39. 39. IPO GRADING • The financial track record is not encouraging. Profit fell between FY 2004 to FY 2006. Even in FY 2007, net profit jumped only because of fall in provisions. • Current paid-up capital stood at Rs 324.14 crore. This is after restructuring its capital base on March 2002, by netting off accumulated unabsorbed losses of Rs 681.31 crore against paid-up capital. End March 2007, the balance capital of Rs 1124.14 crore was restructured to convert Rs 800 crore in perpetual non-cumulative preference share capital and Rs 324.14 crore in equity share capital. So, the current book value of around Rs 77 is earned not because of good operational performance in the past, but largely because of the restructuring of equity.  Valuation EPS for the year ended March 2007 on post-issue equity works out to Rs 12.3. Nevertheless, profit for FY 2007 includes recovery / writeback of provisions of Rs 163.33 crore, and a repeat of such recovery every year seems difficult. The price band of Rs 85- Rs 102 gives P/E band of 6.9 to 8.3 times FY 2007 EPS on post-IPO equity among the comparable banks, Allahabad Bank and Syndicate Bank trade at P/E lower than the lower band. Other comparable banks like UCO Bank and Indian Overseas Bank trade within this band. Only recently-listed Indian Bank and Oriental Bank of Commerce are trading above the upper band P/E. The price band gives price (P) / book value (BV) band of 1.1 to 1.2 times post-issue BV and 1.5-1.7 times P/adjusted BV (after deducting NPAs). Currently, Allahabad Bank, - 39 -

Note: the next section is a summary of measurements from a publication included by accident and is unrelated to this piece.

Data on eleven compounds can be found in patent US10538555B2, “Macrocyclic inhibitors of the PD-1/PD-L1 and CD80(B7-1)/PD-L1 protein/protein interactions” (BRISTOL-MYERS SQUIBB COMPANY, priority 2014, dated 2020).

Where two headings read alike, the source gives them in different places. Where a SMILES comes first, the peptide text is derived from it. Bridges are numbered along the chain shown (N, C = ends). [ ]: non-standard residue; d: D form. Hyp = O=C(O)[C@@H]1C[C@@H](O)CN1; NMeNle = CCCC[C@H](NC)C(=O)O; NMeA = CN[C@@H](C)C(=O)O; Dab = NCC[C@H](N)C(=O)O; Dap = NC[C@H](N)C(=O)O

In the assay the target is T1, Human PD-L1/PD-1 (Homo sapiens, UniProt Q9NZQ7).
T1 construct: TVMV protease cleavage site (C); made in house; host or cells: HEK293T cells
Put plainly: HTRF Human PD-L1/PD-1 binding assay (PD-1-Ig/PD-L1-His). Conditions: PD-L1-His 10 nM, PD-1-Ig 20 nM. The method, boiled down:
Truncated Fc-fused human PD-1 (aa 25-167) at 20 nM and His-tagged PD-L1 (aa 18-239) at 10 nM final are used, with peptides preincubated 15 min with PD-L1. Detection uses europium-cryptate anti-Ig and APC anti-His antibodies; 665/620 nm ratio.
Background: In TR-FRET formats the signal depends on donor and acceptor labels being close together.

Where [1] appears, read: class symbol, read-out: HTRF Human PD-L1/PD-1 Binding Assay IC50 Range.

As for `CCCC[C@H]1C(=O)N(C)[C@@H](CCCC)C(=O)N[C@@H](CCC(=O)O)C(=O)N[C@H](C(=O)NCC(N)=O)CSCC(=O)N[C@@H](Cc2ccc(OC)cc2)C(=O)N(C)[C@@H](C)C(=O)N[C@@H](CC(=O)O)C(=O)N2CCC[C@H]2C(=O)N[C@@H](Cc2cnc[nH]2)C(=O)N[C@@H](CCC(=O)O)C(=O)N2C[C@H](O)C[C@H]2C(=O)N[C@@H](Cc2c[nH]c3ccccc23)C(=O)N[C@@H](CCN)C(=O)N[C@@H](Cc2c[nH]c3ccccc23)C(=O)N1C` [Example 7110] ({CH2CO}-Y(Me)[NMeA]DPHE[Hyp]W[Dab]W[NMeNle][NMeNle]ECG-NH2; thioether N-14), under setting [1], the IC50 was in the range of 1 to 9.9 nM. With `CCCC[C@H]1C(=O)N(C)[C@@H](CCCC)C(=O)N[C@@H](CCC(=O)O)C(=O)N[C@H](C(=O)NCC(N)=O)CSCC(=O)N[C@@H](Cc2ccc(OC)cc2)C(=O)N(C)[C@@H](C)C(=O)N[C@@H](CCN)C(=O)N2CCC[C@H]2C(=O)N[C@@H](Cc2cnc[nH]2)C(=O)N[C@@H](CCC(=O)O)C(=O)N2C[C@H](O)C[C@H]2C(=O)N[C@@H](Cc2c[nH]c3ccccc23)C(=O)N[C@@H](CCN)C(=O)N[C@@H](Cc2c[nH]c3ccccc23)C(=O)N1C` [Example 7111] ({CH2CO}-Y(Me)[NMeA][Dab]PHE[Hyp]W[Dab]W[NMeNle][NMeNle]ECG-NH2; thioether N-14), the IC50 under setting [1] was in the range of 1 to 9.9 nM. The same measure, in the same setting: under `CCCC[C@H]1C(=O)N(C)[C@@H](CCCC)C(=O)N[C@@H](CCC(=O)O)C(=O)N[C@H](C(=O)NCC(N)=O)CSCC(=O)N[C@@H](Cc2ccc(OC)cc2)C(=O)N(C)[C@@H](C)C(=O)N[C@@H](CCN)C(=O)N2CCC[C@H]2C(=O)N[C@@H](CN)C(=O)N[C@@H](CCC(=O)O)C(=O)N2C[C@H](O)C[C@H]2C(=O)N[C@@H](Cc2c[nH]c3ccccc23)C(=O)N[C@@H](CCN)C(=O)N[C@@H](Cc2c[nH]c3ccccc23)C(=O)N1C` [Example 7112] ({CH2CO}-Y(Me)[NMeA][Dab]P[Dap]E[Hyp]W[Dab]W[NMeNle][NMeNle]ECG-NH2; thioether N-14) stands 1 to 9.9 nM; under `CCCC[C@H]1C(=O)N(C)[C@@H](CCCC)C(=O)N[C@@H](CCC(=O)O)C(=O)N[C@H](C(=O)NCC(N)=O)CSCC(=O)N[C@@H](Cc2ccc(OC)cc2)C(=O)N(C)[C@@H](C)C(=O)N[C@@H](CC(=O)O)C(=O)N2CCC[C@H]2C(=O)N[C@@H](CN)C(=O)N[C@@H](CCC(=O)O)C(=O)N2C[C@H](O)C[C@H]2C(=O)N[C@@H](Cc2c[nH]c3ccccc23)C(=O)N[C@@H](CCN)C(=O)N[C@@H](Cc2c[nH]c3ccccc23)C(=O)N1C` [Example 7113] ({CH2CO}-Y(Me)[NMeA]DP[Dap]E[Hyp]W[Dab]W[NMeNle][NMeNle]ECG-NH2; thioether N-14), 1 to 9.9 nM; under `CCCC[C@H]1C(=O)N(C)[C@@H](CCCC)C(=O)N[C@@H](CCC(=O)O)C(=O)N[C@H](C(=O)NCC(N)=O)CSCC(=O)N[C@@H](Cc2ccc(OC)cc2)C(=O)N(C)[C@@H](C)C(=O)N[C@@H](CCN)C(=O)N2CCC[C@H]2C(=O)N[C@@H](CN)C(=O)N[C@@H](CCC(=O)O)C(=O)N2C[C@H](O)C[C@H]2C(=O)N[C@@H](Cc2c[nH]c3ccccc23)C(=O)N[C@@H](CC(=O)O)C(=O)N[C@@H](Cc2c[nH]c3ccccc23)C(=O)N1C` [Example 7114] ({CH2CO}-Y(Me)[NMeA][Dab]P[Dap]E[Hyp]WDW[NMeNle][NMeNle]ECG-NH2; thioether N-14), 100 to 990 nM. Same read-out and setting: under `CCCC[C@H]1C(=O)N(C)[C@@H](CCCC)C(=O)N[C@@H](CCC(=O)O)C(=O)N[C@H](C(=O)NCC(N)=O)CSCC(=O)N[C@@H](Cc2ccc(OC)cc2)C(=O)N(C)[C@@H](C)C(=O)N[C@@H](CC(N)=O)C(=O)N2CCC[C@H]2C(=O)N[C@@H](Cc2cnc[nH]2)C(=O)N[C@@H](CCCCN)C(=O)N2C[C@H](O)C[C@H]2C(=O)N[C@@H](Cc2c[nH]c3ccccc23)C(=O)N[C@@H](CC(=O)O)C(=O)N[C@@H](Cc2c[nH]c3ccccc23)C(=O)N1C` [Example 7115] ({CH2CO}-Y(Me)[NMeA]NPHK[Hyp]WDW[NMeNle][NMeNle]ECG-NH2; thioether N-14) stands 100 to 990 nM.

40. 40. IPO GRADING UCO Bank and OBC are trading around P/BV of around 1.1. Allahabad Bank and OBC are also trading at lower than P/adjusted BV of 1.5 though other comparable banks are trading around or above 1.7 times P/adjusted BV. Overall pricing has been done to keep the offer interesting, though the valuation is not as low as it appears. Central Bank: Issue Details Sector Bank – Public sector No. of share on offer 80000000 ( face value Rs. 10) Price band (Rs.) 85 - 105 Post-issues equity (Rs. crore) Rs. 404.14 crore Post-issue promoters stake (%) 80.20 Issue open date 24/07/2007 Issue close date 27/07/2007 Listing BSE, NSE Grading 2/5 - 40 -